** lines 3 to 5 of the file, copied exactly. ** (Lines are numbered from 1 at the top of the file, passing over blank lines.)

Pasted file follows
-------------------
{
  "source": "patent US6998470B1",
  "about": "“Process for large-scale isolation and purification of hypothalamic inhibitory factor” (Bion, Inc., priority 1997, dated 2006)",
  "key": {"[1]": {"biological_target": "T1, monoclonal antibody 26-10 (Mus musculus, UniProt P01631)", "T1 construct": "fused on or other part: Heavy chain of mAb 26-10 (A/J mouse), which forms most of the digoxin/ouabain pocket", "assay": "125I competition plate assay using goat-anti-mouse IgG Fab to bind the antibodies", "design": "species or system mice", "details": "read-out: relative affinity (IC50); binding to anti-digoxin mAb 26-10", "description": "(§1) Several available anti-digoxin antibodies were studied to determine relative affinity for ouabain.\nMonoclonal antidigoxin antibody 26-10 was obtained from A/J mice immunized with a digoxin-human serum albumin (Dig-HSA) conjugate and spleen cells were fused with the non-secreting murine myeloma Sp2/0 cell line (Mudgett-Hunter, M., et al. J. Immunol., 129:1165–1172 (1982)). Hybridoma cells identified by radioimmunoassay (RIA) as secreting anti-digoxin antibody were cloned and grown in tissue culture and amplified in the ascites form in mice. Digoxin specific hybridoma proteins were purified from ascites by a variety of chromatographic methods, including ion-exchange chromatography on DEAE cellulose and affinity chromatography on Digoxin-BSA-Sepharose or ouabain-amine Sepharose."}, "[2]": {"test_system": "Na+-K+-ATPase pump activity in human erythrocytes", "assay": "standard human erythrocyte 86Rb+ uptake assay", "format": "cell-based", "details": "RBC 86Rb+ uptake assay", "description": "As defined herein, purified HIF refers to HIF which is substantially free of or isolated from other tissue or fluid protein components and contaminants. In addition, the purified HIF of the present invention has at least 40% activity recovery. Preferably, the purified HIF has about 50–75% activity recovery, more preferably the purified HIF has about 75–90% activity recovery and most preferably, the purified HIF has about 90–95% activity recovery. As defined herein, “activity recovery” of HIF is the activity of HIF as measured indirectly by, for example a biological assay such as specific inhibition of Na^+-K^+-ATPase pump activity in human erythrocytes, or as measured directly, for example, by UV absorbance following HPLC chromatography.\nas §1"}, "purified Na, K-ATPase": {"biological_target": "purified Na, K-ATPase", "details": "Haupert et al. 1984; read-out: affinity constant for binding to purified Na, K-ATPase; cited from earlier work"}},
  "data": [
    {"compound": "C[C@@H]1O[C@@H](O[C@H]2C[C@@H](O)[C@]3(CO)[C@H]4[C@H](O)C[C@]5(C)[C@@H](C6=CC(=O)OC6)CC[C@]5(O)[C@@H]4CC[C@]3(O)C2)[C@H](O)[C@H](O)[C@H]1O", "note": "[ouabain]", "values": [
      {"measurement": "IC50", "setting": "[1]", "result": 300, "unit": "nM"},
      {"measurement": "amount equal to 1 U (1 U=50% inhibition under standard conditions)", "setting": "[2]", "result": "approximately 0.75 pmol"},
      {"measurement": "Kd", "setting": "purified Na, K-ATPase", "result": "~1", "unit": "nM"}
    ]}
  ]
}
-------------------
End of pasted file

  "about": "“Process for large-scale isolation and purification of hypothalamic inhibitory factor” (Bion, Inc., priority 1997, dated 2006)",
  "key": {"[1]": {"biological_target": "T1, monoclonal antibody 26-10 (Mus musculus, UniProt P01631)", "T1 construct": "fused on or other part: Heavy chain of mAb 26-10 (A/J mouse), which forms most of the digoxin/ouabain pocket", "assay": "125I competition plate assay using goat-anti-mouse IgG Fab to bind the antibodies", "design": "species or system mice", "details": "read-out: relative affinity (IC50); binding to anti-digoxin mAb 26-10", "description": "(§1) Several available anti-digoxin antibodies were studied to determine relative affinity for ouabain.\nMonoclonal antidigoxin antibody 26-10 was obtained from A/J mice immunized with a digoxin-human serum albumin (Dig-HSA) conjugate and spleen cells were fused with the non-secreting murine myeloma Sp2/0 cell line (Mudgett-Hunter, M., et al. J. Immunol., 129:1165–1172 (1982)). Hybridoma cells identified by radioimmunoassay (RIA) as secreting anti-digoxin antibody were cloned and grown in tissue culture and amplified in the ascites form in mice. Digoxin specific hybridoma proteins were purified from ascites by a variety of chromatographic methods, including ion-exchange chromatography on DEAE cellulose and affinity chromatography on Digoxin-BSA-Sepharose or ouabain-amine Sepharose."}, "[2]": {"test_system": "Na+-K+-ATPase pump activity in human erythrocytes", "assay": "standard human erythrocyte 86Rb+ uptake assay", "format": "cell-based", "details": "RBC 86Rb+ uptake assay", "description": "As defined herein, purified HIF refers to HIF which is substantially free of or isolated from other tissue or fluid protein components and contaminants. In addition, the purified HIF of the present invention has at least 40% activity recovery. Preferably, the purified HIF has about 50–75% activity recovery, more preferably the purified HIF has about 75–90% activity recovery and most preferably, the purified HIF has about 90–95% activity recovery. As defined herein, “activity recovery” of HIF is the activity of HIF as measured indirectly by, for example a biological assay such as specific inhibition of Na^+-K^+-ATPase pump activity in human erythrocytes, or as measured directly, for example, by UV absorbance following HPLC chromatography.\nas §1"}, "purified Na, K-ATPase": {"biological_target": "purified Na, K-ATPase", "details": "Haupert et al. 1984; read-out: affinity constant for binding to purified Na, K-ATPase; cited from earlier work"}},
  "data": [